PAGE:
An Egyptian court has overturned a life sentence against former Egyptian president Mohamed Morsi on 22 November, according to reports. The country's court of cassation has ordered a retrial of the deposed president in a case that sees him accused of espionage along with Palestinian group Hamas.

Morsi, Egypt's first democratically-elected president, was handed down a life sentence in a trial in June 2015 for conspiring with Hamas, which is seen as affiliated with the Muslim Brotherhood. He received a second life sentence in June 2016 for conspiring with Qatar.

The ruling comes a week after a death sentence against Morsi was overturned, with the court also ordering a retrial. Morsi was sentenced to death in June 2015 for his alleged role in a prison break during the 2011 revolution, which saw president Hosni Mubarak deposed.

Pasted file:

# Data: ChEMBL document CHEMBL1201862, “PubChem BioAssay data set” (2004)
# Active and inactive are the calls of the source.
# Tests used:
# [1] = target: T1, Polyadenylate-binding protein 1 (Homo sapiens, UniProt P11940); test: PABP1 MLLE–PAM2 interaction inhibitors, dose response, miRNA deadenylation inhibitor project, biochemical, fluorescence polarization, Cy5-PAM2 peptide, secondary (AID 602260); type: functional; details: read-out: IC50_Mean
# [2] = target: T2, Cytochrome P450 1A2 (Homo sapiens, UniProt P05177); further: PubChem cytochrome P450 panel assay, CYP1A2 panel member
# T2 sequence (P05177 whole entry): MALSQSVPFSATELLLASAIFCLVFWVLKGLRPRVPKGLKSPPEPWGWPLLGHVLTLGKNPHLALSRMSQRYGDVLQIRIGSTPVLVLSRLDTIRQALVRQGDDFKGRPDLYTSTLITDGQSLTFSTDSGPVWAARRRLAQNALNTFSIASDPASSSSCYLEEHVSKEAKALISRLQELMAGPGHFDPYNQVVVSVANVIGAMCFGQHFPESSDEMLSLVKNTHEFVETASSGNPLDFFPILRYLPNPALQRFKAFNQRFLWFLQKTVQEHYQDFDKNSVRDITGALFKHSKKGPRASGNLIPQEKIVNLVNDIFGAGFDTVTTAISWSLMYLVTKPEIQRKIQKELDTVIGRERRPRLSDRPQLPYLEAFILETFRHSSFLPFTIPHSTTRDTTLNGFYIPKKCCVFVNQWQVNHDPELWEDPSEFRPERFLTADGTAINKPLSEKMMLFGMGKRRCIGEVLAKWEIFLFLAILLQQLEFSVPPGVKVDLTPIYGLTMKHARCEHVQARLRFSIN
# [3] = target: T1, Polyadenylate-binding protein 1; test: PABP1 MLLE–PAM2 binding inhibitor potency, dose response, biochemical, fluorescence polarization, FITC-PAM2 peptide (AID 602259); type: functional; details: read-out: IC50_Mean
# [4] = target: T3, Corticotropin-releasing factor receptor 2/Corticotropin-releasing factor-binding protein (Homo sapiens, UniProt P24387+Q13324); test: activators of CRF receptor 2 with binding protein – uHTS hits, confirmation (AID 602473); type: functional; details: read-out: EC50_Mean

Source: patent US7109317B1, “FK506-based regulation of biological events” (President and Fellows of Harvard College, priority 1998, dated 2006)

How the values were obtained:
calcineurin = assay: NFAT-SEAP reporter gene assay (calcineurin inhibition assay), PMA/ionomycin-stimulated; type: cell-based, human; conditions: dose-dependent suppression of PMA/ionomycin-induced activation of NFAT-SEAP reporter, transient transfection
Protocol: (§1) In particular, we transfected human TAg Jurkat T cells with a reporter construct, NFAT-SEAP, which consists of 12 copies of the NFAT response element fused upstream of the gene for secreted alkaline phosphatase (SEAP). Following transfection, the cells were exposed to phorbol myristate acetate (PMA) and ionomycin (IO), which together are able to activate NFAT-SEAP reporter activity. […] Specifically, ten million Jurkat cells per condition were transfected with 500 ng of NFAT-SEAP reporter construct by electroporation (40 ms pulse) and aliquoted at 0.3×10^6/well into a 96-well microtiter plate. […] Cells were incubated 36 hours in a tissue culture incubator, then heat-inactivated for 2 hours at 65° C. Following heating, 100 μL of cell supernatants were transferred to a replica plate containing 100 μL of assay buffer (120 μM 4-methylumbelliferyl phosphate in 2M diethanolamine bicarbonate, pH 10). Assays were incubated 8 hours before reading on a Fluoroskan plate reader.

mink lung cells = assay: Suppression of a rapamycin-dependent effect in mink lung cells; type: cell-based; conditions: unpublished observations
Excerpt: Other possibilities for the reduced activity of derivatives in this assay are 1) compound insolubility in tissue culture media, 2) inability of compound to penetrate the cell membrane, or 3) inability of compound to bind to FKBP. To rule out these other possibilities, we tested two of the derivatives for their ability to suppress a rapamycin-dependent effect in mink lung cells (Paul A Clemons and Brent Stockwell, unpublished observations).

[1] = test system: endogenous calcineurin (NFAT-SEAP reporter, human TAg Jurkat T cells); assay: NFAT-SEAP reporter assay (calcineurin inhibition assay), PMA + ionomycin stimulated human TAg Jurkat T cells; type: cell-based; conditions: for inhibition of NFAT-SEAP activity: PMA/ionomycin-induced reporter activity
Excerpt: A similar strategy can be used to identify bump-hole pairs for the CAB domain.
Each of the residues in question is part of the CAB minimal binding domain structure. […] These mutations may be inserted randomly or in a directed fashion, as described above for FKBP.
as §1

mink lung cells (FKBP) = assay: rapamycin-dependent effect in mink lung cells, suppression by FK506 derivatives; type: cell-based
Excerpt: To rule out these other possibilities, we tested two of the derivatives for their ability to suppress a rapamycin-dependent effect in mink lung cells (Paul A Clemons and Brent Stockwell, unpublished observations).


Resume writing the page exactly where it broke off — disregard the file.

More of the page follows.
Morsi was elected president in the aftermath of the Arab Spring as leader of the Muslim Brotherhood. After his deposition – in a military coup led by the current President Abdel Fattah el-Sisi – the group was outlawed, and thousands of its supporters arrested and imprisoned.

Egypt has also confiscated assets of scores of Brotherhood members and seized their businesses, including schools, hospitals, and companies as part of an ongoing crackdown. Most recently, on 21 November, an Egyptian government committee ordered the confiscation of assets of 46 members and supporters of group.

The Associated Press reported that the government committee, which is affiliated with the Justice Ministry, confiscated assets including five companies involved in trade, construction, and pharmaceuticals.